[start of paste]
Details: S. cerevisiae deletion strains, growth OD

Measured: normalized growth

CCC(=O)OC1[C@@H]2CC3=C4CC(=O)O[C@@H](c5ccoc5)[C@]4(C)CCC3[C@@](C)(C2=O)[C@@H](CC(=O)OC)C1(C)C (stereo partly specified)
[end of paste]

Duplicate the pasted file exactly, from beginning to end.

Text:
Details: S. cerevisiae deletion strains, growth OD

Measured: normalized growth

CCC(=O)OC1[C@@H]2CC3=C4CC(=O)O[C@@H](c5ccoc5)[C@]4(C)CCC3[C@@](C)(C2=O)[C@@H](CC(=O)OC)C1(C)C (stereo partly specified)